Last year Charles Leclerc was cheered by thousands of passionate Ferrari fans at Monza after he ended the team's nine-year wait for victory at its home circuit.
Fast forward 12 months and things will be very different at Formula One’s Italian Grand Prix and not just because of the lack of fans because of the coronavirus pandemic.
Ferrari’s bad year is getting worse as each race goes by. Leclerc finished 14th at last weekend’s Belgian Grand Prix, just behind teammate Sebastian Vettel. Both were over a minute behind race winner and championship leader Lewis Hamilton.
“No miracles expected this weekend but hopefully we can be a bit better than we were at Spa,” Leclerc said at a news conference on Thursday.
Vettel is a four-time champion but has not even finished in the top five this season — and has been 10th or lower in four races.
“I’m not going to lie it’s not going to be an easy weekend for us,” Vettel said. “I think it’s very difficult to expect a big change from last weekend. Having said that though, last weekend we were a little bit worse off than normal so I hope we can be back to normal.
“But we also know that these type of tracks do hurt us by nature so we will see. We’re here to fight and we’re here to fight for the tifosi (fans) as well and we are doing the utmost we can.”
Team principal Mattia Binotto seems at a loss on how to turn things around at the once-dominant Ferrari and said recently that it could take years before it is back in a winning cycle.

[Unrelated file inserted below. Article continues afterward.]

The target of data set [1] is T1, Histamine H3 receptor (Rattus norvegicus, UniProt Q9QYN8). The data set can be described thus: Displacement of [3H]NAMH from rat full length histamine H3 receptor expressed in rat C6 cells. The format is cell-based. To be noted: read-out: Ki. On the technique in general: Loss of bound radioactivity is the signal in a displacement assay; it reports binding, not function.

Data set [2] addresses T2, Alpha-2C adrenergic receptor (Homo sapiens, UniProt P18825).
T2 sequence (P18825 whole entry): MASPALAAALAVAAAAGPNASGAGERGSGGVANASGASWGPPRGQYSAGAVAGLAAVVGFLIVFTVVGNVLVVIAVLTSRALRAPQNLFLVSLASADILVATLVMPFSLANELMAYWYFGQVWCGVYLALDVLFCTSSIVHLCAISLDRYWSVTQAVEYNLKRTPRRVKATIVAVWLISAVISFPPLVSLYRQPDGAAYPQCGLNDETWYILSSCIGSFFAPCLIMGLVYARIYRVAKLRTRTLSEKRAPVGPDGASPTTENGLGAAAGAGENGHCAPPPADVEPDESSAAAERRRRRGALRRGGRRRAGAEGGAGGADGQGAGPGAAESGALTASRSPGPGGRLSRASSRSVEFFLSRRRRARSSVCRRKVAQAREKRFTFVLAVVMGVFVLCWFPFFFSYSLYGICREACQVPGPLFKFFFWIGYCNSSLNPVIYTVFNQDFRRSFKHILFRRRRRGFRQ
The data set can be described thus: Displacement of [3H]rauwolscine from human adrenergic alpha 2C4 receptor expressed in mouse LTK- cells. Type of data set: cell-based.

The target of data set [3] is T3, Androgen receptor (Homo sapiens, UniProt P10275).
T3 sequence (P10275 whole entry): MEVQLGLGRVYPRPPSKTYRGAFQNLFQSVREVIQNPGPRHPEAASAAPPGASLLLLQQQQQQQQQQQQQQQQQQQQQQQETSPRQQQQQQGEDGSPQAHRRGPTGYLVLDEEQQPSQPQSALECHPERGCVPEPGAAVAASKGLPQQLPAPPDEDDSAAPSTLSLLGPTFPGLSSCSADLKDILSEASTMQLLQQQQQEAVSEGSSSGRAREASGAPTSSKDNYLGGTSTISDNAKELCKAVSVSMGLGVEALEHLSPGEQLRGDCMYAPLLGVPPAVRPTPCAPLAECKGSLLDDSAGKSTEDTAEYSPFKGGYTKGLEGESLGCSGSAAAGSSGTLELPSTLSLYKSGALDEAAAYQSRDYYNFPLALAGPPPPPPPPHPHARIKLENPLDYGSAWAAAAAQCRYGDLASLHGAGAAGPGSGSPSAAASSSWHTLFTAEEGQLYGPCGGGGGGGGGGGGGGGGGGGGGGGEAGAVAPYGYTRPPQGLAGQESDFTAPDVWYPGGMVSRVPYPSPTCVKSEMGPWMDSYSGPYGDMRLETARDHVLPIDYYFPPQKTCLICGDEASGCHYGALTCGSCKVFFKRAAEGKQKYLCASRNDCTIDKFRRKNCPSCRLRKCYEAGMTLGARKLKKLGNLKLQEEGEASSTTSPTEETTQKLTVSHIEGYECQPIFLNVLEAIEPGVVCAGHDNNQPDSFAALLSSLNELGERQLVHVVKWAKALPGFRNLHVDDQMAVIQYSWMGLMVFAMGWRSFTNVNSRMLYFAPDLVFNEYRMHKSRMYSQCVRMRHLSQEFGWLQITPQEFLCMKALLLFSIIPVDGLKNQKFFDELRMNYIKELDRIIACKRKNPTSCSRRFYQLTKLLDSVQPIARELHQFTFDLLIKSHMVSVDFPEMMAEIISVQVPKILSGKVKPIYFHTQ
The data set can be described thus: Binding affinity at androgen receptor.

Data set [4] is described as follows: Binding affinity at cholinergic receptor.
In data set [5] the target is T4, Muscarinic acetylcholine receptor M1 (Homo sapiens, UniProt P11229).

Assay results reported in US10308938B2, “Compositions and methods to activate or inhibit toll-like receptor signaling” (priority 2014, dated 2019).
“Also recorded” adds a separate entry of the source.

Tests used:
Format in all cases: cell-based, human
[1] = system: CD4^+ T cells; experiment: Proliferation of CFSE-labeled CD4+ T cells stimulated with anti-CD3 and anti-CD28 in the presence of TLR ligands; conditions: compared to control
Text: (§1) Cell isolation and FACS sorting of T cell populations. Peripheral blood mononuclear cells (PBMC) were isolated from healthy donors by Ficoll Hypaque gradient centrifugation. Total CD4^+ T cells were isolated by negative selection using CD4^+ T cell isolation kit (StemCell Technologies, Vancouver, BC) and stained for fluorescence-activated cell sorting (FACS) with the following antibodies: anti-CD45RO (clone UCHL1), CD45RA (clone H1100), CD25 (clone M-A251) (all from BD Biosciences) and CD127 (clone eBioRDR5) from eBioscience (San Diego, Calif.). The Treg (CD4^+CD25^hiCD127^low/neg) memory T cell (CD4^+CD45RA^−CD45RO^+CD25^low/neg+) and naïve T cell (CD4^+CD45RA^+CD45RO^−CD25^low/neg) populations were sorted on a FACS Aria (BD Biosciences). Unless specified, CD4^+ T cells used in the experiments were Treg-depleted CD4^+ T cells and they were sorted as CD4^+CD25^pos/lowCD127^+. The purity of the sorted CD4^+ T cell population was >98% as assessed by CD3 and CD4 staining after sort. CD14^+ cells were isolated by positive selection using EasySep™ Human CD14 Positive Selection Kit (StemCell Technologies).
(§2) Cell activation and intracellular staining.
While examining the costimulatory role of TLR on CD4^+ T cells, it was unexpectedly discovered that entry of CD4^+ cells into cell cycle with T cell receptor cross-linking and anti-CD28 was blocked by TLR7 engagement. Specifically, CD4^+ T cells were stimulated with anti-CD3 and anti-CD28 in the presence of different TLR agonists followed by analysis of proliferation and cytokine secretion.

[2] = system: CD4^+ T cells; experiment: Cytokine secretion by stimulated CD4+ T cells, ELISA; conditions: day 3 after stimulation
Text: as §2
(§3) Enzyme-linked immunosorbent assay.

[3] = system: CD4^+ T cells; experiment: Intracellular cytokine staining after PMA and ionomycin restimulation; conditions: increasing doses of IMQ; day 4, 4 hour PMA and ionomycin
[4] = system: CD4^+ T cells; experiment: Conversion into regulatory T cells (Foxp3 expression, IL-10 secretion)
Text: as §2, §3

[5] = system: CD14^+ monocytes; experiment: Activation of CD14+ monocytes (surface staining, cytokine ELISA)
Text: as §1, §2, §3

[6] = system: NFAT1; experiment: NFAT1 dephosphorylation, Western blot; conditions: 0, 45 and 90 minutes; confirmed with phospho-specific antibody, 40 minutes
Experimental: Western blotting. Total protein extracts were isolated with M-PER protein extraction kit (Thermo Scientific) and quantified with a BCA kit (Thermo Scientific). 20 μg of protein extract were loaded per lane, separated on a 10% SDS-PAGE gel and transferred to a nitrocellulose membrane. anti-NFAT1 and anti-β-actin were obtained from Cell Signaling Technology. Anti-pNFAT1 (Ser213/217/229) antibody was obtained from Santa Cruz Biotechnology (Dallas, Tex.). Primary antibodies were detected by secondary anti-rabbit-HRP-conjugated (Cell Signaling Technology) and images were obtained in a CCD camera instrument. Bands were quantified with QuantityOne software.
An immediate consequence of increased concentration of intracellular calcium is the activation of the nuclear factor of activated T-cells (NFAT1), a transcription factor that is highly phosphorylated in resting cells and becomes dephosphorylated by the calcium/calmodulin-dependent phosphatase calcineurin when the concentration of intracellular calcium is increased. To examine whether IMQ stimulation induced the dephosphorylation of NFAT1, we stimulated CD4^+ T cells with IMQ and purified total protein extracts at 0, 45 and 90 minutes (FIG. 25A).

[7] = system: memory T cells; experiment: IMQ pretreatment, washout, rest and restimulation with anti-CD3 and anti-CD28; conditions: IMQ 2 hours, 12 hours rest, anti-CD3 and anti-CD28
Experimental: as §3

Vettel will not be there for that as he is leaving at the end of the season but Leclerc is under contract until the end of 2024.
The promising 22-year-old was asked whether he had the patience to wait for Ferrari’s return to the top.
“On the one hand I don’t really have the choice,” he said with a small laugh. “But yeah surely it will take some patience and I’m ready to wait but its also my job to try and make this process as short as possible and for us to come back where we deserve to be.
“It’s not going to be easy, it will take time but I’m ready for this.”
Leclerc and Vettel are both more than 100 points behind Hamilton in the standings after the British driver cruised to his fifth win in seven races on his inevitable march towards equaling Michael Schumacher’s record title haul.
Hamilton and his all-conquering Mercedes machine are in a class of one this season, and his emphatic victory at the Spa-Francorchamps circuit marked the 89th of his career, taking him to within two of Schumacher’s victory record. He is on course to win a sixth championship title in seven years, and seventh overall.
Hamilton is now 47 points clear of Red Bull’s Max Verstappen and 50 ahead of Mercedes teammate Valtteri Bottas.
Verstappen managed to beat the Mercedes duo at last month’s 70th Anniversary Grand Prix at Silverstone but admits his chances of doing the same at Monza are slim.
“It isn’t normally our best track with all the long straights but last year in practice we were quite competitive in practice before taking a penalty so let’s hope that it is going to be the same again this year,” he said. “Spa was my sixth podium in a row so hopefully we can keep this streak going and soon fight for first instead of second and third but that might not be the case here. Of course we keep pushing and we don’t give up but we have to be realistic that Mercedes are still the favorites.”
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